Carrying my brother’s ashes

Written By: Miranda - Sep• 05•11
The Waits River

The Waits River, up on Route 25

The package was wrapped in some Mexican Day of the Dead cloth and tied with a bright woven sash. It was about ten inches square. It was very heavy.

The package contained my brother, or what was left of him. My sister-in-law had already scattered half his ashes in a favorite spot out by Tampa Bay. She had come to let the rest go in the Waits River. My brother was pretty specific about where he wanted them to go – up above where the old Café 25 used to be. There were some deep holes up there, he said and he wanted the ashes to drift down into them. I was teasing him one time on the phone about this, I said: Can’t we just put’em off the iron bridge, Chris? but he was adamant, they were to go past the trout up there in those holes, my brother was a fisherman.

We had plenty of time to get used to the idea that he was going to die, we had plenty of time to prepare ourselves for this moment.

We drove up there, a few of us and I carried the package on my lap. It was very heavy. It was much heavier than I had expected it to be when she had given me the package to carry. On the flight up they had been called out of the line for extra attention because the luggage scan had revealed the package as some extraordinarily dense material. It felt as heavy as I imagine gold must feel, carrying it.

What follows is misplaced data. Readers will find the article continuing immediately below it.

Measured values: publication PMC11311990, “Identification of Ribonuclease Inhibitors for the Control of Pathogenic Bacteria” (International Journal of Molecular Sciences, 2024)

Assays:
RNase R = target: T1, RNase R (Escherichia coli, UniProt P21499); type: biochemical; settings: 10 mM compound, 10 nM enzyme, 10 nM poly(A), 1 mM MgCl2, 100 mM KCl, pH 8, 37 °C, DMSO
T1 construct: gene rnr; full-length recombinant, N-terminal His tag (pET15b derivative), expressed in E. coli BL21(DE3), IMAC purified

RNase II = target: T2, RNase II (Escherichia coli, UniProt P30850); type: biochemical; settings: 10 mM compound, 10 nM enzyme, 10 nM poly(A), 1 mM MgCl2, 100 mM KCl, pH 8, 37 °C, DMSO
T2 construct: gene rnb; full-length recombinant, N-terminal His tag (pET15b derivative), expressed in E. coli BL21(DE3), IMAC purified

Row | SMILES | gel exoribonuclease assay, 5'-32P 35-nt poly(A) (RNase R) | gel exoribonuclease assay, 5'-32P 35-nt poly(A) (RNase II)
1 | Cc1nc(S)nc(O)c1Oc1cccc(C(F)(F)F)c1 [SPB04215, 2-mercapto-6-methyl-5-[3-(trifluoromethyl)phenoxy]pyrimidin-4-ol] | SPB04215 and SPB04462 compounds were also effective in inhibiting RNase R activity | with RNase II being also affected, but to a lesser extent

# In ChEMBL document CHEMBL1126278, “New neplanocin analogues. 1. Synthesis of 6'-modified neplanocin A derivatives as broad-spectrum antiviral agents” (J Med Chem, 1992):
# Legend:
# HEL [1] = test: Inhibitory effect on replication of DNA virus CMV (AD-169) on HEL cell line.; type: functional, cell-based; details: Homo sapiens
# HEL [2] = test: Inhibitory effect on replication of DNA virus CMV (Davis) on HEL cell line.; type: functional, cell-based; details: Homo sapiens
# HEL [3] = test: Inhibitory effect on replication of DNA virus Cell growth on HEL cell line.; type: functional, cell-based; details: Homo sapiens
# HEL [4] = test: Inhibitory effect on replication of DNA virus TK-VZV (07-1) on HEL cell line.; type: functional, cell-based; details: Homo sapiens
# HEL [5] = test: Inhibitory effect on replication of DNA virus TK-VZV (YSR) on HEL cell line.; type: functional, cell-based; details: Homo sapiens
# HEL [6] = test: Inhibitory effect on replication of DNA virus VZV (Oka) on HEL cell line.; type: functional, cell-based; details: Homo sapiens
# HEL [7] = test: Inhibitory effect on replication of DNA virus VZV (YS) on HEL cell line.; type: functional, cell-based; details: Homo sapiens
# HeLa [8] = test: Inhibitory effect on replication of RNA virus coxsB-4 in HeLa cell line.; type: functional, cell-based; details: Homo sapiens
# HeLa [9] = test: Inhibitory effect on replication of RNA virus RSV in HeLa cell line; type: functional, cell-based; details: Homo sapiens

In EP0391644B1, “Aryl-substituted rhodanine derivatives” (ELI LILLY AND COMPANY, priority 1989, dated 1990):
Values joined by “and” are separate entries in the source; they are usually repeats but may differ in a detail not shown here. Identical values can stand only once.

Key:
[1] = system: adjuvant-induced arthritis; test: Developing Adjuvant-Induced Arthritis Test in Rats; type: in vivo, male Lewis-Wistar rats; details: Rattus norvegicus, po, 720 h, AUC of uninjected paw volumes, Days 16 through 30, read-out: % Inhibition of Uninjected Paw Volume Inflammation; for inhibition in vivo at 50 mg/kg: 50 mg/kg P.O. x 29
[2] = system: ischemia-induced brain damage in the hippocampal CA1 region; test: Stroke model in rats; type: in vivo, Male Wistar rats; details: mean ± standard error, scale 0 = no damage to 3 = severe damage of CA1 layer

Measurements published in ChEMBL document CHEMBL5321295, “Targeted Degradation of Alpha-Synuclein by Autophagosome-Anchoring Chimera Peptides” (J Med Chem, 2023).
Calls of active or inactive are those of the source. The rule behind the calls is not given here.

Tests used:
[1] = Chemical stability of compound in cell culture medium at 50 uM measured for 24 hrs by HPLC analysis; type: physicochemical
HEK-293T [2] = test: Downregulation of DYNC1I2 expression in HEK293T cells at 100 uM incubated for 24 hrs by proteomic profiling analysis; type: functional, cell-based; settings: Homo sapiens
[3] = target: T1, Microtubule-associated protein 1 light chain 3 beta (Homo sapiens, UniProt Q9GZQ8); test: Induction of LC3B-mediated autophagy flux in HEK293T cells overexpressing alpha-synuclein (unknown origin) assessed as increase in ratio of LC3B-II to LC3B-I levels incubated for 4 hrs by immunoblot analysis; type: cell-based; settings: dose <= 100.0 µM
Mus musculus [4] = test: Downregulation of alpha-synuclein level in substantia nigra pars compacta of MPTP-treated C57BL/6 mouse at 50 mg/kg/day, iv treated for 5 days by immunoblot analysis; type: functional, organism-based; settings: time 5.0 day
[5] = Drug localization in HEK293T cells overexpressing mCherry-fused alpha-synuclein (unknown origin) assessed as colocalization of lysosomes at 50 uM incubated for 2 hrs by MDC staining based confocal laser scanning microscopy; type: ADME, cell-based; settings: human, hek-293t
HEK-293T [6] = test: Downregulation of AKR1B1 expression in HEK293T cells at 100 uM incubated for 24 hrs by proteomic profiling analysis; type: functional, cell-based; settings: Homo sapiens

As we drove the package was in my lap and I found myself giving it little pats.

We went to a pull-out up above where the old Café was, a place where they had taken out a curve and left the remnant of old road and went down to the bank and I was still carrying the package. I gave it to her to unwrap.

She untied the knot in the sash and unwrapped it from the cloth. It was a big ziplock bag and there was a printed label on it that I desperately wanted to read for some reason, but I didn’t.  I stepped out into the water. She held out the open bag to me. I put my hands in the bag.

The ashes that had been the body of my brother weren’t like wood ashes.  I’ve read that, but I didn’t really know it until that moment, when I put my hands in and felt the grainy substance – what was left of my brother’s body. I bent into the river and opened my hands and let the current take the ashes.

standing in the river

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